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Discussion Starter · #1 ·
Right now I am using a 6 1/2 ft quantum 8-17 lb rod which works quite well but always looking for better. Any suggestions under $100. My current rod is moderate fast and am looking for even more moderate action so as to keep the big chops on the line. Not looking for stiff fast action.

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293 Posts
porgy stick

Check out the Fenwick HMG Med or Med/Heavy. Great bend in that rod and super strong, around $100 bucks. Another great stick is the Star Rod Ariel series also in either Med or M/H for about $60. James Tackle
carries them on the web. One of the best sticks out there for the price. Good Luck.


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10,097 Posts
Back in the "Old Days," when I and my friends would take our vaction in early August, specifically to go to Montauk and fish the late Summer Coxes Ledge cod run on the Viking Star, I used to frequently prowl the docks, in order to speak with some of the local "color."

Prior to those long trips, which left at 4 A.M. if I recall correctly, you could find plenty of "local color" of the female persuasion at Salivars, which we used to call Saliva's back then. But that kind of "info" wasn't the sort that I was after. What I was looking for was specific tackle and techique pointers for the local areas and conditions. Though I didn't live anywhere near Montauk, what I learned there might be applicable to where I did fish - waaaay back to the west. So I suppose even back then, it was all about the tackle, for me at least.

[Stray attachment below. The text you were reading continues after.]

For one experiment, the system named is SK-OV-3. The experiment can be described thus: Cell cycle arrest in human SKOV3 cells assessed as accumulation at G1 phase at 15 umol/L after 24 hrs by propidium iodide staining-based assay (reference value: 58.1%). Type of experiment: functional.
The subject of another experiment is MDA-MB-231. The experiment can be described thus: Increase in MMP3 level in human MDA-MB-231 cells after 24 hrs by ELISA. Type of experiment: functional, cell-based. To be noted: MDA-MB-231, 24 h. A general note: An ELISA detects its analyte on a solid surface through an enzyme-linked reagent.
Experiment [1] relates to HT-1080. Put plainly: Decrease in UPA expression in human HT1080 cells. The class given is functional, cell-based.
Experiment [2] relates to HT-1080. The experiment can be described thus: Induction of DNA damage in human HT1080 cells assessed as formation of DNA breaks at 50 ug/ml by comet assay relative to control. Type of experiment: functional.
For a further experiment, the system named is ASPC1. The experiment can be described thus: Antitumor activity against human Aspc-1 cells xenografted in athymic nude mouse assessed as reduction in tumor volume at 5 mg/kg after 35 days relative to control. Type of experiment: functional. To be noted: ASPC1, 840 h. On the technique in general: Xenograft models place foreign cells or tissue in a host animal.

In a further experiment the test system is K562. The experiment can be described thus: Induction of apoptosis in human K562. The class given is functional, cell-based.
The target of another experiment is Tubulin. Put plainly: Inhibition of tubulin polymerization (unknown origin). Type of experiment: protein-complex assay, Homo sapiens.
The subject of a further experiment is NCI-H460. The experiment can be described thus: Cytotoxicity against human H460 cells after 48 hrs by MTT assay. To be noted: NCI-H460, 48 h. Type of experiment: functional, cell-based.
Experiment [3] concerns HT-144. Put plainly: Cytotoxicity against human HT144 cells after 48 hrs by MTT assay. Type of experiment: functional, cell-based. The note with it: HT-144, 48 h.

Relatively close to the Star's dock was the berth for the old Flying Cloud. If you never fished Montauk in the late 70's and 80's, the Flying Cloud was THE dedicated porgy boat - captained by Freddy Bird, again IIRC. So anyway, I liked to strike up a conversation with one of his mates, who was a pretty friendly fella.

One time I asked him about the setup he used for his porgy pulling, as I had seen him putting away his own gear and it looked ridiculouly light for the job I imagined it was intended for - fishing in fairly heavy tide with a multi-hook rig.

What he showed me was a golden yellow lami e-glass stick, about 7' long with a very light tip. Looked just like the setups we used to cast little pink touts to the weakfish we had to the West. Except it was wrapped conventionally with the then-standard chrome over stainless guides. The white plastic ringed Fujis ceramics were just coming onto the market at that time and many did not yet believe they could withstand the abuse a heavily used rod would have to contend with. Including me.

Anyway, that rod mounting a little Penn 940, loaded with, are you ready for this? 10lb pink Ande! That he used such light line was something of a shock to me at the time. After all, every Headboat I'd ever fished on had massive spools of 30lb and 40lb pink Ande suspended over the galley, for quick customer spool-ups. I had never seen such light line used off a headboat, let alone by a very sharp mate/puller.

But he explained that he needed the very light-tipped parabolic rod to prevent the multi-hooked porgies from shaking off the hooks in the heavy tide. And of course the 10lb test was his early attempt at keeping the effect of the tides off his rig - enabling him to use as light a sinker as possible.

I call it an "early attempt" because what he was doing 30 years ago is really not much different than what we now do with our modern super thin braids.